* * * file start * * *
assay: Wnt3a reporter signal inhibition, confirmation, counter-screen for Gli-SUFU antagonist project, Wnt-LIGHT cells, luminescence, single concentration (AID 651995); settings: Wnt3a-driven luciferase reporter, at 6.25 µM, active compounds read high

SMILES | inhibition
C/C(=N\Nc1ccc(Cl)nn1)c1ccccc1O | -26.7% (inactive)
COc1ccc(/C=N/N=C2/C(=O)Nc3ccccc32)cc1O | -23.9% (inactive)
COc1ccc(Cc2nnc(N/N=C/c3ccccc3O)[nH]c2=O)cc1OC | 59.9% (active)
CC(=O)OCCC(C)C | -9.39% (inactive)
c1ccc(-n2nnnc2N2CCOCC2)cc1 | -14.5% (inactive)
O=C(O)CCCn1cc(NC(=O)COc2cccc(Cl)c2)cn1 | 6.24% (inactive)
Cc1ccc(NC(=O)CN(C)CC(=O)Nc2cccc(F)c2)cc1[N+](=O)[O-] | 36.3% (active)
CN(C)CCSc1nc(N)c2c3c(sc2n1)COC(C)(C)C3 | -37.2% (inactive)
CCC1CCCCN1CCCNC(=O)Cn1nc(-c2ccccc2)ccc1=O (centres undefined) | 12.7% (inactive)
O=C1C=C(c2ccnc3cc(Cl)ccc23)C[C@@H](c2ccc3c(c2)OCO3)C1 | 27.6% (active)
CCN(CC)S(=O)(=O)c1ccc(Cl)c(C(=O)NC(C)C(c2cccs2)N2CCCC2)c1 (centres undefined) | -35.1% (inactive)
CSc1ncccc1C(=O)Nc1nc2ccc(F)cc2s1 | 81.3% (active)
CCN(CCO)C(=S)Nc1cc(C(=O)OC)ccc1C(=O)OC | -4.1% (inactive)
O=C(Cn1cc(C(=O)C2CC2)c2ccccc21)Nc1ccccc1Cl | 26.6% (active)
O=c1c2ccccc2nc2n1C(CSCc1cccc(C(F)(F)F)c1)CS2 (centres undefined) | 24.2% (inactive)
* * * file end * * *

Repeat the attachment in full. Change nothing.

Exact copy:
assay: Wnt3a reporter signal inhibition, confirmation, counter-screen for Gli-SUFU antagonist project, Wnt-LIGHT cells, luminescence, single concentration (AID 651995); settings: Wnt3a-driven luciferase reporter, at 6.25 µM, active compounds read high

SMILES | inhibition
C/C(=N\Nc1ccc(Cl)nn1)c1ccccc1O | -26.7% (inactive)
COc1ccc(/C=N/N=C2/C(=O)Nc3ccccc32)cc1O | -23.9% (inactive)
COc1ccc(Cc2nnc(N/N=C/c3ccccc3O)[nH]c2=O)cc1OC | 59.9% (active)
CC(=O)OCCC(C)C | -9.39% (inactive)
c1ccc(-n2nnnc2N2CCOCC2)cc1 | -14.5% (inactive)
O=C(O)CCCn1cc(NC(=O)COc2cccc(Cl)c2)cn1 | 6.24% (inactive)
Cc1ccc(NC(=O)CN(C)CC(=O)Nc2cccc(F)c2)cc1[N+](=O)[O-] | 36.3% (active)
CN(C)CCSc1nc(N)c2c3c(sc2n1)COC(C)(C)C3 | -37.2% (inactive)
CCC1CCCCN1CCCNC(=O)Cn1nc(-c2ccccc2)ccc1=O (centres undefined) | 12.7% (inactive)
O=C1C=C(c2ccnc3cc(Cl)ccc23)C[C@@H](c2ccc3c(c2)OCO3)C1 | 27.6% (active)
CCN(CC)S(=O)(=O)c1ccc(Cl)c(C(=O)NC(C)C(c2cccs2)N2CCCC2)c1 (centres undefined) | -35.1% (inactive)
CSc1ncccc1C(=O)Nc1nc2ccc(F)cc2s1 | 81.3% (active)
CCN(CCO)C(=S)Nc1cc(C(=O)OC)ccc1C(=O)OC | -4.1% (inactive)
O=C(Cn1cc(C(=O)C2CC2)c2ccccc21)Nc1ccccc1Cl | 26.6% (active)
O=c1c2ccccc2nc2n1C(CSCc1cccc(C(F)(F)F)c1)CS2 (centres undefined) | 24.2% (inactive)